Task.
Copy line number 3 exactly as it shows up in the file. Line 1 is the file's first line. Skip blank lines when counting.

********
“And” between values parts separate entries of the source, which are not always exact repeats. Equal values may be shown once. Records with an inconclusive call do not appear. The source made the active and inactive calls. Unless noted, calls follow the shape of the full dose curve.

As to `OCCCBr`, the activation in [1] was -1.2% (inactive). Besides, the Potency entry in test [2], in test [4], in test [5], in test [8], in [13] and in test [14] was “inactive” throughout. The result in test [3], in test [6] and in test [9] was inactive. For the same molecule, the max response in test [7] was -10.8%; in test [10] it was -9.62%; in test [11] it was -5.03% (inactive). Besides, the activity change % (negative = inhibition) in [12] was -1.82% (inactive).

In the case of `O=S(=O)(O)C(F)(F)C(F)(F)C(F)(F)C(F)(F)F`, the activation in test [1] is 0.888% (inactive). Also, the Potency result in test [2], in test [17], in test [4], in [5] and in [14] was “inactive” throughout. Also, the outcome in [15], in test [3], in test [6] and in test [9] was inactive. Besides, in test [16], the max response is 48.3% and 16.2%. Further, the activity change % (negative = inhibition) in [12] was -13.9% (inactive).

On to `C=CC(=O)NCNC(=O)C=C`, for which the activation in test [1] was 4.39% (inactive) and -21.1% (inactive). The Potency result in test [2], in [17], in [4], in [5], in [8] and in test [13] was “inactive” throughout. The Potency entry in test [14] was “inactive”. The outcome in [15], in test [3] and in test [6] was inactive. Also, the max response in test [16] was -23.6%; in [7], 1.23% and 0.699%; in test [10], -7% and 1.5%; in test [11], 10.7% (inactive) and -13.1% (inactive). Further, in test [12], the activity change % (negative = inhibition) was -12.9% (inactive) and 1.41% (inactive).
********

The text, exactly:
In the case of `O=S(=O)(O)C(F)(F)C(F)(F)C(F)(F)C(F)(F)F`, the activation in test [1] is 0.888% (inactive). Also, the Potency result in test [2], in test [17], in test [4], in [5] and in [14] was “inactive” throughout. Also, the outcome in [15], in test [3], in test [6] and in test [9] was inactive. Besides, in test [16], the max response is 48.3% and 16.2%. Further, the activity change % (negative = inhibition) in [12] was -13.9% (inactive).